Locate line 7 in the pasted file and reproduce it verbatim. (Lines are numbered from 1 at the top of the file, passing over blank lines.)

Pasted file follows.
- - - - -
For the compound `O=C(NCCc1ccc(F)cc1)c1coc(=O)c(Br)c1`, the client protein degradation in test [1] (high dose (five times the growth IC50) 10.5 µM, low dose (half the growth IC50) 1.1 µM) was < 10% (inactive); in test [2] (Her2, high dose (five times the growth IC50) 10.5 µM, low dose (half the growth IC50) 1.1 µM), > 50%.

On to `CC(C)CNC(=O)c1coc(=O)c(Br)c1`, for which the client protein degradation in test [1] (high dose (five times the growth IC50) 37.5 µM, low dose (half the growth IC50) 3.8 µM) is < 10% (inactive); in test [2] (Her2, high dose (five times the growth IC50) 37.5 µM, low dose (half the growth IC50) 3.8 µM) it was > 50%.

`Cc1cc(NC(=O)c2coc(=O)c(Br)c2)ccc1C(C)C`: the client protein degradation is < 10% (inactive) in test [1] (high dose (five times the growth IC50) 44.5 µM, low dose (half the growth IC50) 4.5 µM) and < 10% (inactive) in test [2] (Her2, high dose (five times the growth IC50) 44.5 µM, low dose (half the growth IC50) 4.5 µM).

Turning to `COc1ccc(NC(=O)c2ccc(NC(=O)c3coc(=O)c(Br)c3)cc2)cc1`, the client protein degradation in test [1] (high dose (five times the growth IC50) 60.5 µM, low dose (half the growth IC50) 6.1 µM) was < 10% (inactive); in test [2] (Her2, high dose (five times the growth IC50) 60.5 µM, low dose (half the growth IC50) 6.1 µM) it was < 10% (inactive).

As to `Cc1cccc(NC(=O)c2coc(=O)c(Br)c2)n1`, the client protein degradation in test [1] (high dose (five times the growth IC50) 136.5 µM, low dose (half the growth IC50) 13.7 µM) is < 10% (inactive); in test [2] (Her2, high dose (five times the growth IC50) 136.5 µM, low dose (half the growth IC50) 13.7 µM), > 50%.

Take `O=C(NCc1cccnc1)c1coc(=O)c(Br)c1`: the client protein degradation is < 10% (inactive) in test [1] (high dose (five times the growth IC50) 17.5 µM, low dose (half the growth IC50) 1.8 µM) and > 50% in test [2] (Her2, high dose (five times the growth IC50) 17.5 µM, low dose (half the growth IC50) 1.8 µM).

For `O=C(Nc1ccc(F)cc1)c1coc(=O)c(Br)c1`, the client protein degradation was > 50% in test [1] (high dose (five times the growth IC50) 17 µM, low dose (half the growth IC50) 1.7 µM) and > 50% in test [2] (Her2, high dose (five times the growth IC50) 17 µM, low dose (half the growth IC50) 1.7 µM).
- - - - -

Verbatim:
For `O=C(Nc1ccc(F)cc1)c1coc(=O)c(Br)c1`, the client protein degradation was > 50% in test [1] (high dose (five times the growth IC50) 17 µM, low dose (half the growth IC50) 1.7 µM) and > 50% in test [2] (Her2, high dose (five times the growth IC50) 17 µM, low dose (half the growth IC50) 1.7 µM).